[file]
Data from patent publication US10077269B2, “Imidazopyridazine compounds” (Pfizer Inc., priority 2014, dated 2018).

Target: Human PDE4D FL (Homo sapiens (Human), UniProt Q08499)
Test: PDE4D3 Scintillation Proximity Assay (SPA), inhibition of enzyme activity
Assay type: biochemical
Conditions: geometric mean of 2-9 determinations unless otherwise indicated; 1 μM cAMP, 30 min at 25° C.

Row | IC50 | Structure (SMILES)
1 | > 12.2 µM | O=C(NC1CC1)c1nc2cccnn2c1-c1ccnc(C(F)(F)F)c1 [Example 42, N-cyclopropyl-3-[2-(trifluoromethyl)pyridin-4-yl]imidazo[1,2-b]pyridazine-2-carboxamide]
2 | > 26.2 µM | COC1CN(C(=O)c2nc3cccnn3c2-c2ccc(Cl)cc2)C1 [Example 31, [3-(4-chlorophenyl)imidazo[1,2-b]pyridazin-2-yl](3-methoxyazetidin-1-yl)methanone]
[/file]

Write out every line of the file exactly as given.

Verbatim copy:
Data from patent publication US10077269B2, “Imidazopyridazine compounds” (Pfizer Inc., priority 2014, dated 2018).

Target: Human PDE4D FL (Homo sapiens (Human), UniProt Q08499)
Test: PDE4D3 Scintillation Proximity Assay (SPA), inhibition of enzyme activity
Assay type: biochemical
Conditions: geometric mean of 2-9 determinations unless otherwise indicated; 1 μM cAMP, 30 min at 25° C.

Row | IC50 | Structure (SMILES)
1 | > 12.2 µM | O=C(NC1CC1)c1nc2cccnn2c1-c1ccnc(C(F)(F)F)c1 [Example 42, N-cyclopropyl-3-[2-(trifluoromethyl)pyridin-4-yl]imidazo[1,2-b]pyridazine-2-carboxamide]
2 | > 26.2 µM | COC1CN(C(=O)c2nc3cccnn3c2-c2ccc(Cl)cc2)C1 [Example 31, [3-(4-chlorophenyl)imidazo[1,2-b]pyridazin-2-yl](3-methoxyazetidin-1-yl)methanone]